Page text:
At the inaugural Grand Prix last year, construction work along the course delayed the first day of the race by 51/2 hours. But that was just a prelude to the problems.
The group that ran last year's race, Baltimore Racing Development, failed to pay $1.5 million in city taxes and fees. That led to the city's decision to sever its contract with the group. A second, Downforce Racing, took over but dissolved this spring, leaving plans for this year's race in shambles.
The city then entered into an agreement with Race On Baltimore. The group took over about three months ago.
The event will continue today with the French-inspired American Le Mans Series, which features exotic cars like Corvettes, Porsches and Vipers "on steroids," said Jade Gurss, director of communications for Indianapolis-based Andretti Sports Marketing, which was tapped by Race On to help put on the event. On Sunday, the IZOD IndyCar Series race will conclude the event.
The area surrounding the racetrack took on a festival-like atmosphere Friday. Vendors were slinging $8 beers on the sidewalk. Bands performed on stage. A family fun zone featured a Ferris wheel and jump houses. Mechanics were on hand in a paddock to talk to "gearheads," or racing fans, Gurss said.
"Wear comfortable shoes and sunscreen, and come out and explore," Gurss said. "We're a sport that you have to see in person to get the visceral appeal. You feel the rumble when the cars go by."
Last year, the three-day event drew about 150,000. Organizers declined to release their estimates and ticket sales Friday, and police did not have an attendance count.
Baltimore Police Department spokesman Anthony Guglielmi said no significant incidents were reported. Many downtown streets were clogged with traffic throughout the afternoon because of race closures.
The race delayed city bus routes as long as 45 minutes in some places, according to Terry Owens, spokesman for the Maryland Transit Administration. To help lessen the delays, the administration had an extra 10 buses positioned throughout the city. More than 500 buses run each day.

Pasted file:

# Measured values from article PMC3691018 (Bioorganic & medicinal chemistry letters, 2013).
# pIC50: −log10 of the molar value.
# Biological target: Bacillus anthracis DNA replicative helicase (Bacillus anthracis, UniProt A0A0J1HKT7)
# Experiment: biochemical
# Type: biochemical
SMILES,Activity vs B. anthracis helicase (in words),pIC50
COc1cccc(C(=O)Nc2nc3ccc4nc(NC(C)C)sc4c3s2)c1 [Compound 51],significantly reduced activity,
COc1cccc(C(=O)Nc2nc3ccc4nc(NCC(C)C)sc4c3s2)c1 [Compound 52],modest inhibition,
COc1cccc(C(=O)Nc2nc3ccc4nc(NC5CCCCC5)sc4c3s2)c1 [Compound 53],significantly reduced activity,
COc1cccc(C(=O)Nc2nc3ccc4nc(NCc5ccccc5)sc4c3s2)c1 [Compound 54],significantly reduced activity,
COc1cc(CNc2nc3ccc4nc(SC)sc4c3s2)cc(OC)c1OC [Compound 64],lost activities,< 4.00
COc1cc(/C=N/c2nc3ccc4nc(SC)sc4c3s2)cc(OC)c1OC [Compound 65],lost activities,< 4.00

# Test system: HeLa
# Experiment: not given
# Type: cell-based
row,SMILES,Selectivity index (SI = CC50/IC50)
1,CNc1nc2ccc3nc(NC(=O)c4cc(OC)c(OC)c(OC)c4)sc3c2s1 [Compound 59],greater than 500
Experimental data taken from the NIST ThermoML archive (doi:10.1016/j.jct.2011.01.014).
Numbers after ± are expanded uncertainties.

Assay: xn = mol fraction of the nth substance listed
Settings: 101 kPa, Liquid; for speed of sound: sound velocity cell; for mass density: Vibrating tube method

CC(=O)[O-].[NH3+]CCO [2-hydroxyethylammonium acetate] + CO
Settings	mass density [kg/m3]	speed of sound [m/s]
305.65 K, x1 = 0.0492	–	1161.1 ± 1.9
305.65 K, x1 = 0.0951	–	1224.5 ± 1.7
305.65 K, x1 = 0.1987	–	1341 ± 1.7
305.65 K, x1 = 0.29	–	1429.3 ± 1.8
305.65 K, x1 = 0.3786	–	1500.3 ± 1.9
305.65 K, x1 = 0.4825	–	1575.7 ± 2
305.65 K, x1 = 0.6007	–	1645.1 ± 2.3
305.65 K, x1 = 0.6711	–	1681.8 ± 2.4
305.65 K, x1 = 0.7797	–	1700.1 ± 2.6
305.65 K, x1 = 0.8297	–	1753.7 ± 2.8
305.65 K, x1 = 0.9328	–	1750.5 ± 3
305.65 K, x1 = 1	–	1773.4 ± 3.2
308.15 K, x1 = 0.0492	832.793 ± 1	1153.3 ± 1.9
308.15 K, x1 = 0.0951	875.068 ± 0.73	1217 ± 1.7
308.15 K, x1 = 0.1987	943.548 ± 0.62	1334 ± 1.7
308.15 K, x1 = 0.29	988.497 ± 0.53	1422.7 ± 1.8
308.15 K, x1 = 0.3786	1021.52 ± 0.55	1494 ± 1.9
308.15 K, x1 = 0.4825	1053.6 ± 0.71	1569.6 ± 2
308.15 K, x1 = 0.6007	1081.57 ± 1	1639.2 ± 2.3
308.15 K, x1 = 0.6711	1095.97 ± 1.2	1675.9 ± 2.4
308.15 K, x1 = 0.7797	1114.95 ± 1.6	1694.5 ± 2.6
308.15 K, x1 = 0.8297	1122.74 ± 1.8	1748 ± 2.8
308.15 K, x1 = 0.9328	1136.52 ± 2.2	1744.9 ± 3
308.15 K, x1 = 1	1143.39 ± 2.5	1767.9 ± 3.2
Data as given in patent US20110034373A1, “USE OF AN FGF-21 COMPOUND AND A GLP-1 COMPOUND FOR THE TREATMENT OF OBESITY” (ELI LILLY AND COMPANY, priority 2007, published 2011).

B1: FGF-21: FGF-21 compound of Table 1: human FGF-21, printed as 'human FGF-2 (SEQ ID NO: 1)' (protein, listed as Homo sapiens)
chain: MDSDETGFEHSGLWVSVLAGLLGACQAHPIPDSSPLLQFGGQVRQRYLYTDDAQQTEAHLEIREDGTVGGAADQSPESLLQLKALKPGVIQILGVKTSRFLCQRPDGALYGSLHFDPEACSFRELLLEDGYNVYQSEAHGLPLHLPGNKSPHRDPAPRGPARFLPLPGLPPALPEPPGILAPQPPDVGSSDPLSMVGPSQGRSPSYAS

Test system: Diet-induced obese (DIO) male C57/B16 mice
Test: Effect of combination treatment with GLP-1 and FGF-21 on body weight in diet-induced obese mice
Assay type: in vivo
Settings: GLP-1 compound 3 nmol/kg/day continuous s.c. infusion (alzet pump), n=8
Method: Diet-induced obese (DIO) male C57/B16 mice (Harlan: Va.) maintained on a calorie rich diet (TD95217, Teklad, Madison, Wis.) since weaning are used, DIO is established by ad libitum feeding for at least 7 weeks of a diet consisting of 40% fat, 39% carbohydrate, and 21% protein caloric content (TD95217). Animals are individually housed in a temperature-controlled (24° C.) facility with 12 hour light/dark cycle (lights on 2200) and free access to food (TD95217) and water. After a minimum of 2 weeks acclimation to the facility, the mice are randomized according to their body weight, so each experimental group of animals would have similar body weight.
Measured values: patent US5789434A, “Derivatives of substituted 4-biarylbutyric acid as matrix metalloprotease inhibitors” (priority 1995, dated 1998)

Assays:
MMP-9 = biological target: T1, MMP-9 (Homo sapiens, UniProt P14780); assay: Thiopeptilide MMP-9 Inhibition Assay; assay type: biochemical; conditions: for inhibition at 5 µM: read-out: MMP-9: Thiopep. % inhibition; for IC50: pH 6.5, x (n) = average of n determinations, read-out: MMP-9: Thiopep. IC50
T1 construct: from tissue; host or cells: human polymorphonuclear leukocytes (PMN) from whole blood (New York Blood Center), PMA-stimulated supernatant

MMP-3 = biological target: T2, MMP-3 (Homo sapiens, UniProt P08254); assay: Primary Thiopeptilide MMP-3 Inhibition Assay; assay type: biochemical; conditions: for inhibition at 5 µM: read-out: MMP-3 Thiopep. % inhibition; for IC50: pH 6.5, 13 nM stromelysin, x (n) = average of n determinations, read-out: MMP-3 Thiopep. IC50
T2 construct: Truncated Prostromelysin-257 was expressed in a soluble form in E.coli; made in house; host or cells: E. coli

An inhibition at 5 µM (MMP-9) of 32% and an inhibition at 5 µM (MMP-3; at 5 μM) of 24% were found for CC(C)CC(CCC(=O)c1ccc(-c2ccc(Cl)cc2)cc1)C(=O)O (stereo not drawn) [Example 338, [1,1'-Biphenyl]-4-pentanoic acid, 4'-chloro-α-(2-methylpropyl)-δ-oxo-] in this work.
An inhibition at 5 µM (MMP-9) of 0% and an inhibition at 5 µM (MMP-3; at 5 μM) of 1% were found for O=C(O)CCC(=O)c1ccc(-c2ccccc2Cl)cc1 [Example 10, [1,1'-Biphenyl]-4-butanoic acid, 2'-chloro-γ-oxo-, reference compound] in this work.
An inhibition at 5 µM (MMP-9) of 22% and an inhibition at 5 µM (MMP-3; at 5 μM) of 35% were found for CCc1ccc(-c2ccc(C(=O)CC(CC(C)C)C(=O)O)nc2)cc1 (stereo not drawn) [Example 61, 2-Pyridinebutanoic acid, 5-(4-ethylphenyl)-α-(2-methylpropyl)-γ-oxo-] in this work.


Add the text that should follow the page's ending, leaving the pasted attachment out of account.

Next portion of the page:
Owens said transit officials negotiated with race organizers to see that the light rail tracks weren't damaged when concrete around the tracks was ground down to flatten the surface before the chicanes were installed.
"We had some of our people there to ensure that there was nothing done to jeopardize the safety of the system, and we're satisfied with what they've done," Owens said.
Robin Miller, a racing analyst for the SPEED channel, said the light rail tracks are particularly hard for IndyCar drivers to deal with because the open-wheel cars ride close to the ground. Drivers "were worried about the engines and gearboxes being separated," he said.
Miller said a bumpy course can make for a more thrilling experience for fans but could also pose hazards to drivers.
"The fans want to see drivers be challenged, and bumps are challenging," Miller said. "But bumps are one thing, launching pads are another."
Paul and Bridget Moeller of White Marsh said they weren't annoyed in the least over the situation involving the light rail tracks. The couple, who booked a downtown hotel for the weekend, arrived at 8 a.m. Friday.
"We came last year and thought it was a great first attempt," Paul Moeller said. "It was a world-class event. To me, the second year is almost as important as the first year, because this makes it an annual event."
Baltimore Sun reporters Sandra McKee and Julie Scharper contributed to this article.